Even if Clinton doesn’t run in 2016, Gillibrand would probably be a long-shot. It’s unclear if she would actually go so far as to battle her fellow New Yorker – and one-time boss at HUD – Gov. Cuomo.
But Gillibrand watchers also know better than to underestimate her. Behind her high-pitched voice and attractive exterior (Senate Majority Leader Harry Reid once called her the “hottest” member of the Senate) is a steely, aggressive and ambitious pol.
Gillibrand is only 46 years old. Even if she has to wait another eight years for her turn in the national spotlight, she’ll only be in her mid-50s when the next open White House slot will likely come up. Other aspiring Democrats – and Republicans, too – would be wise mot to count her out.
May 3rd - 2:09 pm
The Senate Republicans have seized on yesterday’s conviction of two former aides to NYC Comptroller/Democratic mayoral hopeful John Liu on charges of campaign finance fraud as proof that a publicly financed system is “an invitation to more corruption and wrongdoing, and will only result in politicians taking taxpayers for a ride.”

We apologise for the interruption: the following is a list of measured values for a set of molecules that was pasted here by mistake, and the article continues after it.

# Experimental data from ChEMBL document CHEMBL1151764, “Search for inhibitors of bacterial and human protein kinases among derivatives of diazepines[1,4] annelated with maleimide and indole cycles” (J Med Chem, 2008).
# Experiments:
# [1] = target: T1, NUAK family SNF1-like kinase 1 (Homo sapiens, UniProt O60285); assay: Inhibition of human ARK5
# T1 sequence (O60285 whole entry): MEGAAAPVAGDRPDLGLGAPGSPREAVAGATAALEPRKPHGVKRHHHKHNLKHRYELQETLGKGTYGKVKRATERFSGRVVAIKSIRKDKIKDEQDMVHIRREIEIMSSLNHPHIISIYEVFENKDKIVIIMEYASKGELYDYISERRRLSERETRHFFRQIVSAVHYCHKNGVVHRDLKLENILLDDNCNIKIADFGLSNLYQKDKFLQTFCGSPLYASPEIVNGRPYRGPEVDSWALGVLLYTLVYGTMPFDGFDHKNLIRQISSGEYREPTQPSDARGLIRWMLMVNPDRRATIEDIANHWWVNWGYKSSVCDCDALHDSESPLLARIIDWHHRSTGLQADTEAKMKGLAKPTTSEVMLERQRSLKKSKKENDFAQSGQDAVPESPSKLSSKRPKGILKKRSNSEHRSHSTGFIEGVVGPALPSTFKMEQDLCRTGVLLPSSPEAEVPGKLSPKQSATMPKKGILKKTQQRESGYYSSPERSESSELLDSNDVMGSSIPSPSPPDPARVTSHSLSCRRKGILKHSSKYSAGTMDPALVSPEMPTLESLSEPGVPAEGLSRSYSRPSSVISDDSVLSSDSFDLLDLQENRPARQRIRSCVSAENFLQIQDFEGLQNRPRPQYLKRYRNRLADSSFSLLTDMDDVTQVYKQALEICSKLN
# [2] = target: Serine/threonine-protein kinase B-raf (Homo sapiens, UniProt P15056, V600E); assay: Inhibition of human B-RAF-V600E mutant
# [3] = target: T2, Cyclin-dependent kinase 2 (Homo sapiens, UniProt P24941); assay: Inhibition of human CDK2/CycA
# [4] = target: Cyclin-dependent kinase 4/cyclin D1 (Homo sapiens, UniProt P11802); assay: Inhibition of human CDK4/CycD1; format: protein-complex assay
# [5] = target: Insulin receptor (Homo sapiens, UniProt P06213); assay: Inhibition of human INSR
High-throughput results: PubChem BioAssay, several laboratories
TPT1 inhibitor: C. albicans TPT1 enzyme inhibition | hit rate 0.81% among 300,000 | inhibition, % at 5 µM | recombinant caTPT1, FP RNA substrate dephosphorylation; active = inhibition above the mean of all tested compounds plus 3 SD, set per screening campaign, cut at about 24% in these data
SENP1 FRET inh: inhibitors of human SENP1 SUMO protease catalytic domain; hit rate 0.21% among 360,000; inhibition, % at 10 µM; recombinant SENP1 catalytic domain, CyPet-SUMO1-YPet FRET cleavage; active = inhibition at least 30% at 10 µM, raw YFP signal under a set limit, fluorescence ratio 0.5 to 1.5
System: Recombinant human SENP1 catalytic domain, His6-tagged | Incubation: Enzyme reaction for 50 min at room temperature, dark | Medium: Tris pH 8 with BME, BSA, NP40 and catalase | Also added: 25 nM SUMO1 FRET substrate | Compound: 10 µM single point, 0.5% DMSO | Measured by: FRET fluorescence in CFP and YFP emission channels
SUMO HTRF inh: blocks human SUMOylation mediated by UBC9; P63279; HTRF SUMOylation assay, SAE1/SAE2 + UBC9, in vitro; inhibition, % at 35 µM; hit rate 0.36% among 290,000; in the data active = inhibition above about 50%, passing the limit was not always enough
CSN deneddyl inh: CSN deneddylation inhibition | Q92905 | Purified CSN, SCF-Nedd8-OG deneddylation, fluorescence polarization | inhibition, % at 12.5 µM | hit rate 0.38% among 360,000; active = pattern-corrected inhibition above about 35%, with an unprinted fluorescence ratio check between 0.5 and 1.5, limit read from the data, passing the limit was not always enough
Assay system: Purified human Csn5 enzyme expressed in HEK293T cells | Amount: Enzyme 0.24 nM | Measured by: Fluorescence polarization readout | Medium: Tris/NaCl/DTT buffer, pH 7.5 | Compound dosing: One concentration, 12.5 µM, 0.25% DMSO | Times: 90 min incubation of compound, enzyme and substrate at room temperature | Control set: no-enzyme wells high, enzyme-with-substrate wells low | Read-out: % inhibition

“Under this system, state taxpayers would be forced to shell out hundreds of millions of dollars for negative television commercials, glossy mailers and the robocalls people hate,” said Senate GOP Leader Dean Skelos in a statement released this afternoon.
“I believe we should use that money to invest in our schools, provide property tax relief or restore the Governor’s cuts to programs that affect the developmentally disabled.”
“We need additional disclosure and more transparency, but the abuses that took place in the Liu campaign and in countless others which received public matching funds make it increasingly clear that we don’t need taxpayer-funded political campaigns.”
The GOP is really digging in its heels on this one, which presents a problem for IDC leader Jeff Klein, since he is propsing a public matching system much like the one that currently exists in New York City as part of his omnibus campaign finance reform bill. Gov. Andrew Cuomo’s reform proposal also has a matching component, as does the plan floated by the Assembly Democrats.
UPDATE: Citizens Action’s Charlie Albanetti sent the following statement on behalf of the Fair Elections for New York campaign:
“Yesterday’s convictions prove that strong enforcement works. Both Oliver Pan and Jenny Hou face a maximum of a combined 80 years plus behind bars – that’s hardly an ‘an invitation to more corruption and wrongdoing (sic) which will only result in politicians taking taxpayers for a ride,’ as the Senate Republicans claim.”
“The Campaign Finance Board realized something was wrong when the hand writing on Liu’s donor cards was the same, the FBI investigated, the United State Attorney prosecuted, and a jury convicted.”